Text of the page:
Over the next two weeks, CSNWashington.com Redskins reporters Tarik El-Bashir and Rich Tandler will grade each position group’s performance in 2012 and evaluate its outlook for 2013.
2012 starters: DeAngelo Hall, Josh Wilson (both started 16 games)
Key reserves: Cedric Griffin, Richard Crawford, D. J. Johnson
Key free agents: Griffin
When the fantasy football gurus were making their start ‘em or sit ‘em recommendations in 2012, their go-to pick was the wide receivers who were going up against the Redskins. It was like stealing money. In the opener it was the Saints’ Lance Moore with six catches for 120 yards and a touchdown. Week 2 owners who had the Rams’ Danny Almendola got a great deal of help from his 15 catches for 160 yards and a touchdown.
An on it went. Through the first seven weeks of the season at least one opposing receiver put up 100 yards or more every game. And frequently the highlights of the receivers’ big days had Hall or Wilson in the picture, in futile chase of the man with the ball.
When opposing quarterbacks targeted Hall’s receiver they rang up a passer rating of 90.0 according to Pro Football Focus. Targeting Wilson’s man led to a 94.3.0 rating. It all added up to 4511 passing yards for the opposition, 30th in the NFL in 2012 and the most in team history by more than 300 yards.
It wasn’t all on Hall and Wilson, of course. Nickel back Cedric Griffin had not caught on to the defensive scheme in the early going and then he missed three games with a strained hamstring early in the season and then he was out the last four games of the regular season due to a PED-related suspension. When he was in there, QB’s enjoyed a passer rating of 100.0 when targeting his man.
The corners who filled in for Griffin weren’t quite up to the task. The rookie Crawford was still learning and Johnson and David Jones were journeymen for a reason.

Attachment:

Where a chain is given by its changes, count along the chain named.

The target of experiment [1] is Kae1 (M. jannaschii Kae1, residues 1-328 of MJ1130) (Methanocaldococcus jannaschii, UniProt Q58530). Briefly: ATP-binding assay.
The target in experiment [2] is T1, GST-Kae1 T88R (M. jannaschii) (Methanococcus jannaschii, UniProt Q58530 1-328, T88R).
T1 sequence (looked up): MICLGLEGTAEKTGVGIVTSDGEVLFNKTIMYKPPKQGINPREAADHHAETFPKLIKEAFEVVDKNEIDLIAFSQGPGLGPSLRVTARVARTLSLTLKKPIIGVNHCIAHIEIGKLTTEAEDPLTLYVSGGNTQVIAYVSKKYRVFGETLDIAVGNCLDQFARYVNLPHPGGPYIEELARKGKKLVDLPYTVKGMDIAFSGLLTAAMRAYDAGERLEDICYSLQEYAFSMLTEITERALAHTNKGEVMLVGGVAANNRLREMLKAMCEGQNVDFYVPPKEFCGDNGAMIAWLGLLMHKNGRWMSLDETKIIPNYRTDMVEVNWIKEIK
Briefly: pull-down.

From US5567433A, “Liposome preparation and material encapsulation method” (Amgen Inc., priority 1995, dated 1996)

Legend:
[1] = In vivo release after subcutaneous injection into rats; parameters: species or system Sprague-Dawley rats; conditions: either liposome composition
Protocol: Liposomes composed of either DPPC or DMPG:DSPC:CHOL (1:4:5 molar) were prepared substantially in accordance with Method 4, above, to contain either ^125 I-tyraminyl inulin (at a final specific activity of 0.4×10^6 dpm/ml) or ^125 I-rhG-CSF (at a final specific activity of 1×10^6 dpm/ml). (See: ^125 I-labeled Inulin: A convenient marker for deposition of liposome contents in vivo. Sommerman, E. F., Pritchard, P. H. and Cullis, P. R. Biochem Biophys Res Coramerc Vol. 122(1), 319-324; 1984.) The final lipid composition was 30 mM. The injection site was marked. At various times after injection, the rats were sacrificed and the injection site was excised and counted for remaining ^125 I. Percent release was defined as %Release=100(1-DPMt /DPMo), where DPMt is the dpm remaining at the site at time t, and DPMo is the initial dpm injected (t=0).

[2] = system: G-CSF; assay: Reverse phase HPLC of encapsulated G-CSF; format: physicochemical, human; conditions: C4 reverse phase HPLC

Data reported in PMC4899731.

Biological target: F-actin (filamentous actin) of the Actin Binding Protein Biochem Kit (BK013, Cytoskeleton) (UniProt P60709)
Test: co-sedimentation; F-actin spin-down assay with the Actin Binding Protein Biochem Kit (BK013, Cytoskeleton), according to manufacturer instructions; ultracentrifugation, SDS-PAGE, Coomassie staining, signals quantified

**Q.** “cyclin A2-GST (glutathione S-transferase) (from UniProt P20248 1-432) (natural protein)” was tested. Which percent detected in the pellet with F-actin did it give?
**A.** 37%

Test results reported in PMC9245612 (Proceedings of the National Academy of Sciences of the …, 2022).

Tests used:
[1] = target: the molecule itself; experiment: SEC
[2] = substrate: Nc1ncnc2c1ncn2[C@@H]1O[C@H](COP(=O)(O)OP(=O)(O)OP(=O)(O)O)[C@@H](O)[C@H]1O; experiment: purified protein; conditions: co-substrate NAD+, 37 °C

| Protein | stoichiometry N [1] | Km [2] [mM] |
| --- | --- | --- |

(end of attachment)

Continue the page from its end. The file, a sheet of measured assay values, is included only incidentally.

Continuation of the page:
Add in poor safety play (we will cover that tomorrow), a pass rush that was questionable even before Brian Orakpo and Adam Carriker were lost for the season with injuries, and the fact that the Redskins’ offense was fourth in scoring, forcing the opposition to throw a league-high 636 times, and you have plenty of mitigating circumstances.
But Hall and Wilson certainly warrant their share of the blame. In spite of that, it would not be surprising to see both of them back as the Redskins’ starters
At some point during the next month or so, the Redskins will be placing a call to Hall’s agent. He is scheduled to make a salary of $7.5 million next year and the team would not pay him that even if it wasn’t operating with an $18 million salary cap penalty. Hall has said that he is willing to take a pay cut to return. If they can come to an agreement, Hall will be back. But if they can’t, the Redskins will be looking for a corner in free agency or in the draft.
Wilson is on the last year of his contract and he will make $3.9 million in 2013. The team may want to sign him to an extension to get some relief from his salary cap charge of $5.33 million.
Griffin is a free agent and it’s difficult to read the tea leaves with him. The Redskins can’t be happy with the PED suspension but they might want to bring him back for the sake of continuity.
Even if Griffin is back, Crawford should get a shot at the nickel spot. He struggled early in the year and was inactive five games during the middle of the season. But after Griffin was suspended Crawford played well enough to earn a chance at additional playing time this season.
Chase Minnifield was thought to be a steal when the Redskins picked him up as an undrafted free agent. But the Virginia product didn’t make it to training camp due to a knee injury. If he is healthy, he will have a shot at a roster spot.
The Redskins might want to start all over again at the cornerback position but the realities of the salary cap and their lack of a first-round pick could make the 2013 crew look a lot like the one from 2012. If that happens, they can only hope that an improved pass rush and a year in the system for Griffin and Crawford will improve the unit.